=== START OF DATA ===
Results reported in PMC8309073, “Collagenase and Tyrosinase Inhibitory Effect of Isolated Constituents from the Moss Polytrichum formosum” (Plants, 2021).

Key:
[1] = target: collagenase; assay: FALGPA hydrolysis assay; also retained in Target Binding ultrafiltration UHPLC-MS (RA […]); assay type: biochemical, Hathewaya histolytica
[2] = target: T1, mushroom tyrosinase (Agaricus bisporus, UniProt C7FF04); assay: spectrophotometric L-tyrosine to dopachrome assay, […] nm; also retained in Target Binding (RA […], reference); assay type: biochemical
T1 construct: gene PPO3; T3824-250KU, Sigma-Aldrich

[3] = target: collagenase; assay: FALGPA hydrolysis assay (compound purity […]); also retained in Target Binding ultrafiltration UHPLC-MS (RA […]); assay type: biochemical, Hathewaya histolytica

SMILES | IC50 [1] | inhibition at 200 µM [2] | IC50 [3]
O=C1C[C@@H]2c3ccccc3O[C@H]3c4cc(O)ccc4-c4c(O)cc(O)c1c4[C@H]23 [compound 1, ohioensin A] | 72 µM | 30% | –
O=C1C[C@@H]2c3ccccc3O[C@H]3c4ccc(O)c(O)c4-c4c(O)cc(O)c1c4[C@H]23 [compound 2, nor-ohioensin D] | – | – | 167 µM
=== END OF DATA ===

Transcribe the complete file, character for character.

Results reported in PMC8309073, “Collagenase and Tyrosinase Inhibitory Effect of Isolated Constituents from the Moss Polytrichum formosum” (Plants, 2021).

Key:
[1] = target: collagenase; assay: FALGPA hydrolysis assay; also retained in Target Binding ultrafiltration UHPLC-MS (RA […]); assay type: biochemical, Hathewaya histolytica
[2] = target: T1, mushroom tyrosinase (Agaricus bisporus, UniProt C7FF04); assay: spectrophotometric L-tyrosine to dopachrome assay, […] nm; also retained in Target Binding (RA […], reference); assay type: biochemical
T1 construct: gene PPO3; T3824-250KU, Sigma-Aldrich

[3] = target: collagenase; assay: FALGPA hydrolysis assay (compound purity […]); also retained in Target Binding ultrafiltration UHPLC-MS (RA […]); assay type: biochemical, Hathewaya histolytica

SMILES | IC50 [1] | inhibition at 200 µM [2] | IC50 [3]
O=C1C[C@@H]2c3ccccc3O[C@H]3c4cc(O)ccc4-c4c(O)cc(O)c1c4[C@H]23 [compound 1, ohioensin A] | 72 µM | 30% | –
O=C1C[C@@H]2c3ccccc3O[C@H]3c4ccc(O)c(O)c4-c4c(O)cc(O)c1c4[C@H]23 [compound 2, nor-ohioensin D] | – | – | 167 µM